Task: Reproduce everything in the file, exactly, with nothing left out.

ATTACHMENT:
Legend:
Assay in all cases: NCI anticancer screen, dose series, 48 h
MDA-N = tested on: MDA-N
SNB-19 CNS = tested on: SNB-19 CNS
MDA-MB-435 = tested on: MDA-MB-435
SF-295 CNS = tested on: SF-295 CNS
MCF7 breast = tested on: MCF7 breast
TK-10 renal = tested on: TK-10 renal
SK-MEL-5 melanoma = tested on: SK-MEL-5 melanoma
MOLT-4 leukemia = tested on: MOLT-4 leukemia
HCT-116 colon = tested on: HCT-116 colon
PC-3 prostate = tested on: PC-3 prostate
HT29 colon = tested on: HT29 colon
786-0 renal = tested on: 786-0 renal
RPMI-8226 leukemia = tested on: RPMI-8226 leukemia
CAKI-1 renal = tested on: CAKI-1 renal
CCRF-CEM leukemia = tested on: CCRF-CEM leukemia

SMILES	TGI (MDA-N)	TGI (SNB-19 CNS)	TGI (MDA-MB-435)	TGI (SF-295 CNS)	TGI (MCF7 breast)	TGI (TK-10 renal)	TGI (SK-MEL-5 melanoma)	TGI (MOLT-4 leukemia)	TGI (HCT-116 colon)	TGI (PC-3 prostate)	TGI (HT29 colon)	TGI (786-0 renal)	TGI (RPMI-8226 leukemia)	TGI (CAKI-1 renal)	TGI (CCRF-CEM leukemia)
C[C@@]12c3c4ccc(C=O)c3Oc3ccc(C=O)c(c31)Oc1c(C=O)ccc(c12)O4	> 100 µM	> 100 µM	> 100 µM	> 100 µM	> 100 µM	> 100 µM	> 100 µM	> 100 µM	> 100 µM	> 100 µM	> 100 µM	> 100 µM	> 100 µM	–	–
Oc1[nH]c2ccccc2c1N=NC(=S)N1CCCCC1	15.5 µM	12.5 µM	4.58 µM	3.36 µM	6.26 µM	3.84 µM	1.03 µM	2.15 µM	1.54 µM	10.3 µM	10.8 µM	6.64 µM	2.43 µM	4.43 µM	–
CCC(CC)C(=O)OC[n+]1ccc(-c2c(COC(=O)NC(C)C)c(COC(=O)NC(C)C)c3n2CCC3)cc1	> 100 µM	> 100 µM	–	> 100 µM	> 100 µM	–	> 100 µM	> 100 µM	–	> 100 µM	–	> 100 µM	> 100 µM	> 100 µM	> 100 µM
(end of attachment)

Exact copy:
Legend:
Assay in all cases: NCI anticancer screen, dose series, 48 h
MDA-N = tested on: MDA-N
SNB-19 CNS = tested on: SNB-19 CNS
MDA-MB-435 = tested on: MDA-MB-435
SF-295 CNS = tested on: SF-295 CNS
MCF7 breast = tested on: MCF7 breast
TK-10 renal = tested on: TK-10 renal
SK-MEL-5 melanoma = tested on: SK-MEL-5 melanoma
MOLT-4 leukemia = tested on: MOLT-4 leukemia
HCT-116 colon = tested on: HCT-116 colon
PC-3 prostate = tested on: PC-3 prostate
HT29 colon = tested on: HT29 colon
786-0 renal = tested on: 786-0 renal
RPMI-8226 leukemia = tested on: RPMI-8226 leukemia
CAKI-1 renal = tested on: CAKI-1 renal
CCRF-CEM leukemia = tested on: CCRF-CEM leukemia

SMILES	TGI (MDA-N)	TGI (SNB-19 CNS)	TGI (MDA-MB-435)	TGI (SF-295 CNS)	TGI (MCF7 breast)	TGI (TK-10 renal)	TGI (SK-MEL-5 melanoma)	TGI (MOLT-4 leukemia)	TGI (HCT-116 colon)	TGI (PC-3 prostate)	TGI (HT29 colon)	TGI (786-0 renal)	TGI (RPMI-8226 leukemia)	TGI (CAKI-1 renal)	TGI (CCRF-CEM leukemia)
C[C@@]12c3c4ccc(C=O)c3Oc3ccc(C=O)c(c31)Oc1c(C=O)ccc(c12)O4	> 100 µM	> 100 µM	> 100 µM	> 100 µM	> 100 µM	> 100 µM	> 100 µM	> 100 µM	> 100 µM	> 100 µM	> 100 µM	> 100 µM	> 100 µM	–	–
Oc1[nH]c2ccccc2c1N=NC(=S)N1CCCCC1	15.5 µM	12.5 µM	4.58 µM	3.36 µM	6.26 µM	3.84 µM	1.03 µM	2.15 µM	1.54 µM	10.3 µM	10.8 µM	6.64 µM	2.43 µM	4.43 µM	–
CCC(CC)C(=O)OC[n+]1ccc(-c2c(COC(=O)NC(C)C)c(COC(=O)NC(C)C)c3n2CCC3)cc1	> 100 µM	> 100 µM	–	> 100 µM	> 100 µM	–	> 100 µM	> 100 µM	–	> 100 µM	–	> 100 µM	> 100 µM	> 100 µM	> 100 µM